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No Matter What the Consequences!

“Hear as Jesus heard; speak as Jesus spoke; suffer as Jesus suffered; die as Jesus died; rise as Jesus rose.”–One Bread One Body for Wednesday, March 27, 2013.

I have been sitting here with pen poised trying to visualize what this day would have looked like for Jesus and His disciples.  Was there an aura of intrigue about the temple and were they aware of it?  Had the disciples relaxed a bit because of the Hosannas ringing out when Jesus entered Jerusalem a few days before?  Were they watchful and anxious or just “hanging out” with Jesus?  Beginning Thursday evening, they will fall asleep, betray, flee, deny, despair, and hide.

I think I’m “hanging out” with Jesus after this post until Saturday afternoon.  I’m praying that I won’t fall asleep, betray, flee, deny, despair, and hide.  What about you?

Well, today, we study the final 9 verses of the Sermon on the Mount:  Matthew 7: 21-29.  I have learned much during this study.  Hope you have, too.

Concerning Self-Deception

Matthew 7:  21-23

7: 22 on that day:  This is the Day of Judgment on which Jesus will be the Divine Judge.  God’s sanctifying grace makes our soul fit for heaven.  We manifest it when we conform ourselves to the Father’s will, by knowing and obeying Jesus.  Sanctifying grace is conclusive evidence of our personal sanctity and membership in the family of God.  Charismatic graces, while heaven sent, are not.  (CCC 2003)

Hearers and Doers

Matthew 7: 24-29

7:24 like a wise man:  true wisdom puts Jesus’ teaching into practice and prepares for the future.  his house:  Physically, this parable alludes to building in New Testament Palestine.  Mud-brick houses were generally built in dry season.  Only a house with a solid foundation would resist erosion and destruction when torrential rains came.  Jesus’ reference to a wise man and his house is a reference to King Solomon who built the temple upon a great stone foundation.  Morally, the enduring house is the soul that is maintained only through labor and the materials of prayer and virtue grounded on Christ.

7:29 One who has authority:  Jesus delivered “new teaching “(Mk. 1: 27).  This teaching excelled over Mosaic Law in perfection.  (Matthew 5: 21-48)  Later, Jesus would denounce traditions that are incompatible with God’s word.  (15: 3-6; CCC 581)

The Ten Commandments, the Sermon on the Mount, Matthew 25:  these are all part of Jesus’ blueprint for Holy living.  I know that I will continue to read and ponder them often during this pilgrimage to heaven.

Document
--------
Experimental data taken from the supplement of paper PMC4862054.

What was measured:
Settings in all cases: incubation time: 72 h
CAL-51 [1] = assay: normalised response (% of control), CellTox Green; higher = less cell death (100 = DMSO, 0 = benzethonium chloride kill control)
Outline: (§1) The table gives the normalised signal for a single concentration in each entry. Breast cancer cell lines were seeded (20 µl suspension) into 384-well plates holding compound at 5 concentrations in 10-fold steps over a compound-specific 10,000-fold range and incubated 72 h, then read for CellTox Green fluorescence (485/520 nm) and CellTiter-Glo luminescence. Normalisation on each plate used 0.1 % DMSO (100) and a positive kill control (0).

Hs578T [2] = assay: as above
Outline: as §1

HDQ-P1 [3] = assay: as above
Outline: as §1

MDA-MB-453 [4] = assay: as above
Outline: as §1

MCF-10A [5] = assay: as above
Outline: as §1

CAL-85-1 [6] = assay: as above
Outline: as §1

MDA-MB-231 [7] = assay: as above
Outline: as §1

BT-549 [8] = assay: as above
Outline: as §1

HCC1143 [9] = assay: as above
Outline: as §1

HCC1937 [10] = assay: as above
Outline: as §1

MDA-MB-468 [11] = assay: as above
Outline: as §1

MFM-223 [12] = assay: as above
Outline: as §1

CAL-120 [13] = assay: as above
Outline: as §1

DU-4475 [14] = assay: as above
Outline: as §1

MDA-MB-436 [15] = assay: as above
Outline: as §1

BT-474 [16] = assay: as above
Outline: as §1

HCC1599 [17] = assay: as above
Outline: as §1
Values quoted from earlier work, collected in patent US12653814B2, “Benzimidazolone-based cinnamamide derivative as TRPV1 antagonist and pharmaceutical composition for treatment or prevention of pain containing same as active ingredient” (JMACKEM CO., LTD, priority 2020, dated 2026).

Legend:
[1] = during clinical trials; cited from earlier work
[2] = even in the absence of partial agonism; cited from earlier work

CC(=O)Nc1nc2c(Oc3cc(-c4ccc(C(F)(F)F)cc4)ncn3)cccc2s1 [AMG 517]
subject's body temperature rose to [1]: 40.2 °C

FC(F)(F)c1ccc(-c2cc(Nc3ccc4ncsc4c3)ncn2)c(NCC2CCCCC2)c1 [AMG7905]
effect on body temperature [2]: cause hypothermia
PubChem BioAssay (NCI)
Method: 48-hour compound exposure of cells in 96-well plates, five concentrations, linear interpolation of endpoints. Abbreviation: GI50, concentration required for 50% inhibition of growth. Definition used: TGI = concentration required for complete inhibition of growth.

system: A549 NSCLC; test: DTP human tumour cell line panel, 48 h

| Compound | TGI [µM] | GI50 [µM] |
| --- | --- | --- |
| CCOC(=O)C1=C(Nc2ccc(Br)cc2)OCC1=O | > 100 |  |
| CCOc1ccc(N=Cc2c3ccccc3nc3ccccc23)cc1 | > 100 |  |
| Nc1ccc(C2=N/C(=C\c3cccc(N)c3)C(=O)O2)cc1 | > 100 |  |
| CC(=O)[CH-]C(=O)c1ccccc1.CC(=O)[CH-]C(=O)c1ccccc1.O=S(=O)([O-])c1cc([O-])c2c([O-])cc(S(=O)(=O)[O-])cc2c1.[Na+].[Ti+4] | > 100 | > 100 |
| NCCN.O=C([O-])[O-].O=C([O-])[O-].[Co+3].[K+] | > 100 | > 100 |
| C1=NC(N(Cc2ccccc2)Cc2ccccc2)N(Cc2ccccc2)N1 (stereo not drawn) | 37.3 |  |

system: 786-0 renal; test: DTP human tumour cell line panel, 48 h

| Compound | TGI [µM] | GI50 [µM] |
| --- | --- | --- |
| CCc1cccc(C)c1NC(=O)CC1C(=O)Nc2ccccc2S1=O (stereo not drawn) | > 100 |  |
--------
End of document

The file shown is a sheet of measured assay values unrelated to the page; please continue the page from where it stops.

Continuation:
“Save us, save us, Savior of the world, for by your cross and Resurrection, you have set us free.”

Bloch-SermonOnTheMountNext time:  Easter Monday

Have a blessed and holy Triduum and a Joyous Easter!

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The Race to the Empty Tomb Begins

“Mary brought a pound of costly perfume made from genuine, aromatic nard, with which she anointed Jesus’ feet.  Then she dried His feet with her hair, and the house was filled with the ointment’s fragrance.”–John 12: 3

I love this passage from John.  It makes me think.  “Am I willing to give everything I have and everything I am to Jesus without counting the cost?”  Good question to think about during Holy Week.

Now to the second last section of the Sermon on the Mount.

Ask, Seek, Knock

(Matthew 7: 7-12)

7: 7  Ask. . .given you:  Jesus advocates perseverance in prayer.  Answered prayers stem from faith-filled intentions.  (CCC 2609)

CCC 2609 “Once committed to conversion, the heart learns to pray in faith. . .the beloved Son gives us access to the Father. . .He can tell us to “seek” and to “knock” since He Himself is the door and the way.”

7: 11 you then, who are evil:  Jesus indicates the pervasive sinfulness of man.  good things: the material necessities of life as well as the grace to live as God’s children.

7: 12 do so to them:  Jesus states the Golden Rule positively. (CCC 1970)

CCC 1970 the entire Law of the Gospel is contained in the ‘ new commandment’ of Jesus, to love one another as He has loved us.”

The Narrow Gate

(Matthew 7: 13-14)

Cities surrounded by a fortified wall had both wide and narrow gates for access.  Main, wide gates were big enough for whole caravans to pass through.  Small, narrow gates permitted only pedestrians.  Jesus is telling us that many will pass through this “easy” gate to “destruction.”  The “few” must exert some effort to make it to “life.”

False Prophets

(Matthew 7: 15-20)

These so-called prophets appear harmless, yet their ministry breeds error, division, and immorality.  (2 Peter 2: 1-3)

2 Peter 2: 1-3 But false prophets also arose among the people, just as there will be false teachers among you, who will secretly bring in destructive heresies, even denying the Master who bought them, bringing upon themselves swift destruction.  And many will follow their licentiousness, and because of them the way of truth will be reviled.  And in their greed they will exploit you with false words; from of old their condemnation has not bee idle and their destruction has not been asleep.”

Jesus Enters Jerusalem

Jesus Enters Jerusalem

Wednesday:  Matthew 7:  21-29

Study Question:  In Catholic Tradition, what is sanctifying grace?

Meditation:  Am I ready to carry my small sharing in the Cross of Jesus?